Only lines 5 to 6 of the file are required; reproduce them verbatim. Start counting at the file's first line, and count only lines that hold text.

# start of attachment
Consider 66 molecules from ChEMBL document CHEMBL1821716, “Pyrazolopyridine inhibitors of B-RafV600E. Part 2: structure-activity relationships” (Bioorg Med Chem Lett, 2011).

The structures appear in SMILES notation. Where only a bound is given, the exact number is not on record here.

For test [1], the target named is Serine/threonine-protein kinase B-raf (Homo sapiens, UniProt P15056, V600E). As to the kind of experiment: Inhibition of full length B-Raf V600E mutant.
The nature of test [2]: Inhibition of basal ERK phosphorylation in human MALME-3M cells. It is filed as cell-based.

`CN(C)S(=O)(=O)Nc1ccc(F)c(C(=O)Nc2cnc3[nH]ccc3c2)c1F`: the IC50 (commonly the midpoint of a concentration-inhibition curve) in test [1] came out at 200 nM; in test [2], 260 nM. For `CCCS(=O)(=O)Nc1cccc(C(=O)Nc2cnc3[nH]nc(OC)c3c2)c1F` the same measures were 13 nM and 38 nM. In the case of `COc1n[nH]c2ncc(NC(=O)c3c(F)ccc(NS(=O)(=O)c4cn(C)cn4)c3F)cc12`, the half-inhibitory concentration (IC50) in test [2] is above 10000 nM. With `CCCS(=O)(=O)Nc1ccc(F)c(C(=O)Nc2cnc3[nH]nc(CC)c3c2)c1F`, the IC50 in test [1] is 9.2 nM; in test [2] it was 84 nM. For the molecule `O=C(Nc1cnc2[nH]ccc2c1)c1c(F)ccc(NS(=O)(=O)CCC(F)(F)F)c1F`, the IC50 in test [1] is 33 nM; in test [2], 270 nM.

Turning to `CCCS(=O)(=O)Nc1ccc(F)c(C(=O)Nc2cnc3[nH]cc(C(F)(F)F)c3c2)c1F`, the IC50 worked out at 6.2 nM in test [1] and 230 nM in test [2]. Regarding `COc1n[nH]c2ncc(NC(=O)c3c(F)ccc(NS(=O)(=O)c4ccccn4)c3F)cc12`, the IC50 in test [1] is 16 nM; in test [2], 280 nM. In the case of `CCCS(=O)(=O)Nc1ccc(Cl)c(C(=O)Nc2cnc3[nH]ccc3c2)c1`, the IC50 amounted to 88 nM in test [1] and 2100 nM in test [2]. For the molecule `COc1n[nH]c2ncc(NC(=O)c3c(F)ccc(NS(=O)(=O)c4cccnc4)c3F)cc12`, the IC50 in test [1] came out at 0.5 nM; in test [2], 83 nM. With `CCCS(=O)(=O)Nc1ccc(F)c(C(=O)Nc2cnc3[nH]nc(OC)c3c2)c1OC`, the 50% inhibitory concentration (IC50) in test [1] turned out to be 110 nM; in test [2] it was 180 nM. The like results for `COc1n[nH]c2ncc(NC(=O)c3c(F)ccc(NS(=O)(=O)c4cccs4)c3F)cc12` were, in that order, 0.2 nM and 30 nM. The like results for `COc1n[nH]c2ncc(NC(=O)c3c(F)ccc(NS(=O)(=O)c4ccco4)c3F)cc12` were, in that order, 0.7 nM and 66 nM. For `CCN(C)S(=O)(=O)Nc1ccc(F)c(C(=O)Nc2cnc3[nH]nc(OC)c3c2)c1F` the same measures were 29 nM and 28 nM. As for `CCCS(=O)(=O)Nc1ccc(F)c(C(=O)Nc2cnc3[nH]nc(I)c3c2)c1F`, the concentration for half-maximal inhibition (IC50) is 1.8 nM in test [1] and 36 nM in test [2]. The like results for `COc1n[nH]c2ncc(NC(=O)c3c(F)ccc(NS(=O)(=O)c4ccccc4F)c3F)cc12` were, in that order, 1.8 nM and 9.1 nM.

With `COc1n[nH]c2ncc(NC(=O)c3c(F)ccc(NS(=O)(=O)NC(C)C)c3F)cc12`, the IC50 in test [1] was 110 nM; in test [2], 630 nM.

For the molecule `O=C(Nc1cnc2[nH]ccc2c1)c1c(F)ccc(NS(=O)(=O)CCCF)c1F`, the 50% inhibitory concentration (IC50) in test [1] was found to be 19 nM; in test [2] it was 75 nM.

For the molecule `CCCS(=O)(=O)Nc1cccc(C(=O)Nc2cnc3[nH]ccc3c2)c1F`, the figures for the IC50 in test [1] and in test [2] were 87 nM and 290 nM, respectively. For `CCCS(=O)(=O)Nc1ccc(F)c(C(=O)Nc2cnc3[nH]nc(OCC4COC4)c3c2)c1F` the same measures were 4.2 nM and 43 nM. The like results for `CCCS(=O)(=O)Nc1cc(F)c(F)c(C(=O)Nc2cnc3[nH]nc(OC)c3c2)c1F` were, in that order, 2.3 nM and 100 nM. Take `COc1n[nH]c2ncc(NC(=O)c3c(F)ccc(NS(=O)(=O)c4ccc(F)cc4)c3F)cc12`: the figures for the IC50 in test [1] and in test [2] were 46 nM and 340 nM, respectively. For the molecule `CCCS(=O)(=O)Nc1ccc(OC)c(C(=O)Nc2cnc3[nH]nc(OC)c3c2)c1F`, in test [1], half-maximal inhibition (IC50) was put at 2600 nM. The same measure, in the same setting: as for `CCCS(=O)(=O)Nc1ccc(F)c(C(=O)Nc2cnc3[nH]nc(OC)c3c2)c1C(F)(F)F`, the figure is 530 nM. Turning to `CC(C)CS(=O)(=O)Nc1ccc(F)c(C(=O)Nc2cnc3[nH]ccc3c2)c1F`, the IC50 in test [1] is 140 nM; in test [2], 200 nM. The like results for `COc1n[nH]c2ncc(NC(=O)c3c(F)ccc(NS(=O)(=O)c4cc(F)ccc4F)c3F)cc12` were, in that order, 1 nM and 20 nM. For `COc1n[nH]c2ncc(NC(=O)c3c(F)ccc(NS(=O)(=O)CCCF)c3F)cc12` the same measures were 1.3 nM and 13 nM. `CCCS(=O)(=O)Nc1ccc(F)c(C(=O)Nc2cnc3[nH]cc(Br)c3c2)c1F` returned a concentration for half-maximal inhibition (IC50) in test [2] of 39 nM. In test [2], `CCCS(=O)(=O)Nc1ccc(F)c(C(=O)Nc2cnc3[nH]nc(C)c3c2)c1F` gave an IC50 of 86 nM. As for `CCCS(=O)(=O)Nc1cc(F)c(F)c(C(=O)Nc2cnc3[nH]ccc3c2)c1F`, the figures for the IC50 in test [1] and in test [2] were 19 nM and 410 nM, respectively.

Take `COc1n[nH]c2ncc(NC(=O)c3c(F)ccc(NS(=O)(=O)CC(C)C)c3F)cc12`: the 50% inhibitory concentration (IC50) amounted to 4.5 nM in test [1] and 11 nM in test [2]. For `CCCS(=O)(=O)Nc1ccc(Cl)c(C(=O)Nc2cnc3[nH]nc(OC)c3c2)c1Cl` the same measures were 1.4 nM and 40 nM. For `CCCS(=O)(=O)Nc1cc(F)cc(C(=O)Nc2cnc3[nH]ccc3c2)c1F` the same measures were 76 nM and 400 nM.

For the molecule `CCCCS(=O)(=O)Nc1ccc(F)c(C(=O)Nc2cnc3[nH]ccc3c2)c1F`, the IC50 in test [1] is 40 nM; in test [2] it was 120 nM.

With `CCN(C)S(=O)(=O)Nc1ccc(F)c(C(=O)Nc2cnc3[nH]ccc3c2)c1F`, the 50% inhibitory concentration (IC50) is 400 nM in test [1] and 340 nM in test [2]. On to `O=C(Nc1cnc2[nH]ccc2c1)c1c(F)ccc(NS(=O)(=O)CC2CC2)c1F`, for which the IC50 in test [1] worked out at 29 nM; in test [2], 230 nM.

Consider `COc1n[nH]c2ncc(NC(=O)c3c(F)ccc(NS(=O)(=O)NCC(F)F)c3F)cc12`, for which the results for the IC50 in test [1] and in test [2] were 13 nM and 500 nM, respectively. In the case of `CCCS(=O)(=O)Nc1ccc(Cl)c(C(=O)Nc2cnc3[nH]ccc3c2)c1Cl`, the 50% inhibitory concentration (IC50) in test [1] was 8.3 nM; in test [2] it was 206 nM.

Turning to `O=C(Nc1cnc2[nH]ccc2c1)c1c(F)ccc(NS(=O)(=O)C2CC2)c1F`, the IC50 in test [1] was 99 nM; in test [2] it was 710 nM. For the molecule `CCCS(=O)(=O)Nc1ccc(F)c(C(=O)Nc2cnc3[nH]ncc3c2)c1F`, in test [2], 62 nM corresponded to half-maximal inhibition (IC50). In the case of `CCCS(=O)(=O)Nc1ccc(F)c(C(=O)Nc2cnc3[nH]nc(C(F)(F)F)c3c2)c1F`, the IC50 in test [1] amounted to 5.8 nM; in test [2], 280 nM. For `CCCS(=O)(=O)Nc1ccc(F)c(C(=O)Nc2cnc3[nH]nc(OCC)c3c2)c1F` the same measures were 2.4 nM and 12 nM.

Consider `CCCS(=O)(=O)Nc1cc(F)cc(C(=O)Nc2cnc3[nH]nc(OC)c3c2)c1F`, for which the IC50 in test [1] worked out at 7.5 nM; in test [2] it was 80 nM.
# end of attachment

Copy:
`CN(C)S(=O)(=O)Nc1ccc(F)c(C(=O)Nc2cnc3[nH]ccc3c2)c1F`: the IC50 (commonly the midpoint of a concentration-inhibition curve) in test [1] came out at 200 nM; in test [2], 260 nM. For `CCCS(=O)(=O)Nc1cccc(C(=O)Nc2cnc3[nH]nc(OC)c3c2)c1F` the same measures were 13 nM and 38 nM. In the case of `COc1n[nH]c2ncc(NC(=O)c3c(F)ccc(NS(=O)(=O)c4cn(C)cn4)c3F)cc12`, the half-inhibitory concentration (IC50) in test [2] is above 10000 nM. With `CCCS(=O)(=O)Nc1ccc(F)c(C(=O)Nc2cnc3[nH]nc(CC)c3c2)c1F`, the IC50 in test [1] is 9.2 nM; in test [2] it was 84 nM. For the molecule `O=C(Nc1cnc2[nH]ccc2c1)c1c(F)ccc(NS(=O)(=O)CCC(F)(F)F)c1F`, the IC50 in test [1] is 33 nM; in test [2], 270 nM.

Turning to `CCCS(=O)(=O)Nc1ccc(F)c(C(=O)Nc2cnc3[nH]cc(C(F)(F)F)c3c2)c1F`, the IC50 worked out at 6.2 nM in test [1] and 230 nM in test [2]. Regarding `COc1n[nH]c2ncc(NC(=O)c3c(F)ccc(NS(=O)(=O)c4ccccn4)c3F)cc12`, the IC50 in test [1] is 16 nM; in test [2], 280 nM. In the case of `CCCS(=O)(=O)Nc1ccc(Cl)c(C(=O)Nc2cnc3[nH]ccc3c2)c1`, the IC50 amounted to 88 nM in test [1] and 2100 nM in test [2]. For the molecule `COc1n[nH]c2ncc(NC(=O)c3c(F)ccc(NS(=O)(=O)c4cccnc4)c3F)cc12`, the IC50 in test [1] came out at 0.5 nM; in test [2], 83 nM. With `CCCS(=O)(=O)Nc1ccc(F)c(C(=O)Nc2cnc3[nH]nc(OC)c3c2)c1OC`, the 50% inhibitory concentration (IC50) in test [1] turned out to be 110 nM; in test [2] it was 180 nM. The like results for `COc1n[nH]c2ncc(NC(=O)c3c(F)ccc(NS(=O)(=O)c4cccs4)c3F)cc12` were, in that order, 0.2 nM and 30 nM. The like results for `COc1n[nH]c2ncc(NC(=O)c3c(F)ccc(NS(=O)(=O)c4ccco4)c3F)cc12` were, in that order, 0.7 nM and 66 nM. For `CCN(C)S(=O)(=O)Nc1ccc(F)c(C(=O)Nc2cnc3[nH]nc(OC)c3c2)c1F` the same measures were 29 nM and 28 nM. As for `CCCS(=O)(=O)Nc1ccc(F)c(C(=O)Nc2cnc3[nH]nc(I)c3c2)c1F`, the concentration for half-maximal inhibition (IC50) is 1.8 nM in test [1] and 36 nM in test [2]. The like results for `COc1n[nH]c2ncc(NC(=O)c3c(F)ccc(NS(=O)(=O)c4ccccc4F)c3F)cc12` were, in that order, 1.8 nM and 9.1 nM.